I think I probably wasn’t. But here’s why. It’s a bit complicated. I mean, the machinery wasn’t there fully, but when I was at school, I mean, this was in the 1980s mostly. So I remember I was the first person to have a graphic calculator, and they had outlawed them from the English A-levels by that point. So I could take my maths A-level with a graphics calculator and my teacher was good at that point.

00:20:15:01 – 00:20:35:02

Conrad Wolfram

He said, Let’s use the technology and go further. So I mean, I was always into, let’s push that. I mean, I am naturally somebody who says I want the machinery to do stuff for me. If it can’t, that’s just my natural thing. But I mean, I think by the time we were building, it really I suppose, crystallized fully for me when WolframAlpha came out in 2009.

00:20:35:04 – 00:20:54:04

Conrad Wolfram

So it was very funny happen that because it was like we producing and the thing we were excited about was that you could type plain English and get an answer out. But what really happened is a lot of teachers said, Oh my God, you couldn’t do integrals and you can do calculus and you can do precise equations solving in Wolfram Alpha.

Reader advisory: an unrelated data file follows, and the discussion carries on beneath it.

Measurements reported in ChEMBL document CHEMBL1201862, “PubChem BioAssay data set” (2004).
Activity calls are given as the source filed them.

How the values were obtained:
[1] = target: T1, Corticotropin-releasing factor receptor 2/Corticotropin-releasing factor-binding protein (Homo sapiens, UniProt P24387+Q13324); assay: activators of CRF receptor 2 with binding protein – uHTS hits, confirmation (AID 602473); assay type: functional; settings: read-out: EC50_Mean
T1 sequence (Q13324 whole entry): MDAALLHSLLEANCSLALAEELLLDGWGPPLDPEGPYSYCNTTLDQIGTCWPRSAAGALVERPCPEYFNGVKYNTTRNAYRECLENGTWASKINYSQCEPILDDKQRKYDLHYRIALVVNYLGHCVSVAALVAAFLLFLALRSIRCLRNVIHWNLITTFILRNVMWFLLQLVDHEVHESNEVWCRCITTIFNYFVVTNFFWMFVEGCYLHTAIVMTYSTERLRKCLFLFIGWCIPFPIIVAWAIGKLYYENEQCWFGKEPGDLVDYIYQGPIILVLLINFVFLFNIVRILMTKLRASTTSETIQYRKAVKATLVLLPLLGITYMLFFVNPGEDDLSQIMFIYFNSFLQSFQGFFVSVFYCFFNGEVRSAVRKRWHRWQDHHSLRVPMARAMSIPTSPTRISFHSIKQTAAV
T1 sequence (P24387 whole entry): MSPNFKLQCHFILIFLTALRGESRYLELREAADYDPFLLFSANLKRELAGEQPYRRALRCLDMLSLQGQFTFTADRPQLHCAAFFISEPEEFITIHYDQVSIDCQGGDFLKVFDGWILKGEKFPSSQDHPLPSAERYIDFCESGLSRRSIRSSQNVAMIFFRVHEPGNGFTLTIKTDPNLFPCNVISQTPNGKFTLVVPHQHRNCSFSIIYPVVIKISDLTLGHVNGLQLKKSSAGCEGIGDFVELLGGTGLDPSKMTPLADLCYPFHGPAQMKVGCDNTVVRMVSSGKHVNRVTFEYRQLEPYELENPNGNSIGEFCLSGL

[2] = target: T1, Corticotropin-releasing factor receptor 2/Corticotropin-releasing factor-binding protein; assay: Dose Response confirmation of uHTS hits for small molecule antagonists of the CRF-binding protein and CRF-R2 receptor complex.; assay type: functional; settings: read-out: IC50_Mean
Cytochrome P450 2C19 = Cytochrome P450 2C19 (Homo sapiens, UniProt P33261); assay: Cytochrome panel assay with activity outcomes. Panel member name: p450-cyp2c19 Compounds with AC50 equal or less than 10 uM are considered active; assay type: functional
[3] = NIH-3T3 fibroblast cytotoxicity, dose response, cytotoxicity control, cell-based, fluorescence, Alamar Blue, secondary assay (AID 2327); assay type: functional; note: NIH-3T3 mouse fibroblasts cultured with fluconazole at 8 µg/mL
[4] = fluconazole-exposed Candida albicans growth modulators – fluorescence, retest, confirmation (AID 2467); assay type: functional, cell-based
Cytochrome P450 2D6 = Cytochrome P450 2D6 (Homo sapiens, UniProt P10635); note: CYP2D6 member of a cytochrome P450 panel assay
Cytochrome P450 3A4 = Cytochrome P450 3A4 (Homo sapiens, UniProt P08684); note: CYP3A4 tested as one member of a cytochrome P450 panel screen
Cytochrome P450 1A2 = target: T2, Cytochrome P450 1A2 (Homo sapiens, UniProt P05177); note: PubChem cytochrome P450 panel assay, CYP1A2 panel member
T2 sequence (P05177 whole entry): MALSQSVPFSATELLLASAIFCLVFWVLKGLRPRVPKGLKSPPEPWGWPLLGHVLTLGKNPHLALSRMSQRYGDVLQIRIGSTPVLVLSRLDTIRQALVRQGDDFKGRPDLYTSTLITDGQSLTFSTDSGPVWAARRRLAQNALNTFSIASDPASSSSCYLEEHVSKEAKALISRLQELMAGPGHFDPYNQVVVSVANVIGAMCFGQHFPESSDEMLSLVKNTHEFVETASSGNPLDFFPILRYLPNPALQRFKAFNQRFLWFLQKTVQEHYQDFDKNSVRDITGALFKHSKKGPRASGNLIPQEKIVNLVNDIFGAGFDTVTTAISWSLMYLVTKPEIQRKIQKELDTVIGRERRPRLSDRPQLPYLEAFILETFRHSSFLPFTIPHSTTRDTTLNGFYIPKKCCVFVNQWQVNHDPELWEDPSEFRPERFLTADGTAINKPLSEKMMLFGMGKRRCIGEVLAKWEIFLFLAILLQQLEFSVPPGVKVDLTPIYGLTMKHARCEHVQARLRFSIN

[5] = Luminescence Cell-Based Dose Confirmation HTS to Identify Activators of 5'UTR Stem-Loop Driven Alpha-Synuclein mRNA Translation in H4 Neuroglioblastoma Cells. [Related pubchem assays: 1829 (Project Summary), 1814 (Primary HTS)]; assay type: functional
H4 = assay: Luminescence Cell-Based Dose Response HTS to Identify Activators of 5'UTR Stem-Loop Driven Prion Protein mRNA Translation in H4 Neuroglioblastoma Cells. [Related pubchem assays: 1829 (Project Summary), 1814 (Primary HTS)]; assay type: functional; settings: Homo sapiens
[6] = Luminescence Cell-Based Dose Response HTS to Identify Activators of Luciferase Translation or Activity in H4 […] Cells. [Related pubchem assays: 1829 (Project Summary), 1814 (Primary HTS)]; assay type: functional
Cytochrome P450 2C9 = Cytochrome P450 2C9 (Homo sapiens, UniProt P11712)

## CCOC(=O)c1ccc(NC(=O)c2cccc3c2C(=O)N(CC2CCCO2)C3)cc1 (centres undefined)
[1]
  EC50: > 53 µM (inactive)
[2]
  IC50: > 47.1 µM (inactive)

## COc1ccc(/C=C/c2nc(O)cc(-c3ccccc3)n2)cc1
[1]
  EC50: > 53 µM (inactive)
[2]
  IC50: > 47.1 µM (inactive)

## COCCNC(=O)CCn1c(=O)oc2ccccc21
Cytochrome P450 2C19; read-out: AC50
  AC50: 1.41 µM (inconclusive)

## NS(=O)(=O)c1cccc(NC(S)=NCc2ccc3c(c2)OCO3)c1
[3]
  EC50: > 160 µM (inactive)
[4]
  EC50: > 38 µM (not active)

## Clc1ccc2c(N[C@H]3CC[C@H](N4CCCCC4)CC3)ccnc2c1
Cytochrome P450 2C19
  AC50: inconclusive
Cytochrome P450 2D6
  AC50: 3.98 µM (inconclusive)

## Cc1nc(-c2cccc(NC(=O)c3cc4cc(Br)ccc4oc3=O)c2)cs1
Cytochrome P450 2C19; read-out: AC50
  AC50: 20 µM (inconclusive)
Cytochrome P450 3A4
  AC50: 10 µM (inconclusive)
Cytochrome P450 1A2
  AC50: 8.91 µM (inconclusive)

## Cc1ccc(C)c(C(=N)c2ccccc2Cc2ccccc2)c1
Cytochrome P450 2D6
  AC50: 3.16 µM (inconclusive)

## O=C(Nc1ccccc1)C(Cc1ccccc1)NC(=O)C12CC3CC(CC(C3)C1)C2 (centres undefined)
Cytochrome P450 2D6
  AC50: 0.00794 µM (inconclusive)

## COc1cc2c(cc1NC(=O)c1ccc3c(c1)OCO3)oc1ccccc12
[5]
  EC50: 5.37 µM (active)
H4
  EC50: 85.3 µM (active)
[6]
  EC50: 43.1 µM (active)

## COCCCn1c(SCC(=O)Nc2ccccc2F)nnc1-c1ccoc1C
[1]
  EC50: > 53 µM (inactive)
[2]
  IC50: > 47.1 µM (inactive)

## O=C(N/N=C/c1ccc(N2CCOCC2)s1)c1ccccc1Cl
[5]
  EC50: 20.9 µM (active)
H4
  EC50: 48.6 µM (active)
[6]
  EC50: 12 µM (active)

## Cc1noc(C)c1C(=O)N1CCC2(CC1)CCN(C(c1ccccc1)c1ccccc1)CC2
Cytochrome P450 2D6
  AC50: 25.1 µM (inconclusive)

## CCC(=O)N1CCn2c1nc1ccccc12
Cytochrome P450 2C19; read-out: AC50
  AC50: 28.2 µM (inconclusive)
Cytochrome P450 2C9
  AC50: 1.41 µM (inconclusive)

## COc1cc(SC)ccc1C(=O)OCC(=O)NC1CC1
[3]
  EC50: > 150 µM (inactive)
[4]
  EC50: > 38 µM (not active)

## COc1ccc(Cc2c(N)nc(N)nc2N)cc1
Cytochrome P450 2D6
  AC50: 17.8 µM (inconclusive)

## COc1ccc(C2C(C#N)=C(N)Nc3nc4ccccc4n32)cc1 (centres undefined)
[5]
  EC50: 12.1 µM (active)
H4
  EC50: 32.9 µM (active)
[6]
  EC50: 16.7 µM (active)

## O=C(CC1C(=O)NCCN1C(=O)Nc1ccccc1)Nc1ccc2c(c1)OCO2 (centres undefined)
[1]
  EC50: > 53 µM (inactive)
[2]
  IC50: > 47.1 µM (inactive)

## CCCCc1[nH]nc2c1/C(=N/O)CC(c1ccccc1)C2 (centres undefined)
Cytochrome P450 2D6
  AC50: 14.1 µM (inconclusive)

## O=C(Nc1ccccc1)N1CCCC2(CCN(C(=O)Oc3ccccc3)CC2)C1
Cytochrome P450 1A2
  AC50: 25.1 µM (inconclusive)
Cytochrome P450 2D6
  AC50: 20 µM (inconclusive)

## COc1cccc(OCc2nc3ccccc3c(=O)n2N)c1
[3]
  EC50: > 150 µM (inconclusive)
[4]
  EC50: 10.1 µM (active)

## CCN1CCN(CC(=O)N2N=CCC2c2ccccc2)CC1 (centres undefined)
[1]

00:20:54:06 – 00:21:12:04

Conrad Wolfram

And we were going, Well, that’s wonderful, but, you know, I should be able to do that for like 20 years so far in Mathematica. So it’s kind of like it’s good that you’re excited about that now, but that’s kind of old news compared to what we thought was the news. So then it crystallized. I was then I think, gosh, what are we doing in education, really?

00:21:12:06 – 00:21:31:11

Conrad Wolfram

And there was sort of if I look back, there were various moments when it was obvious that I would have sided. So I think I was probably always so. And then I started looking into it and saying, Hang on just a moment. Maybe we can just look at knowing as I do, what’s what’s possible technically, what’s out there, what computers do these days.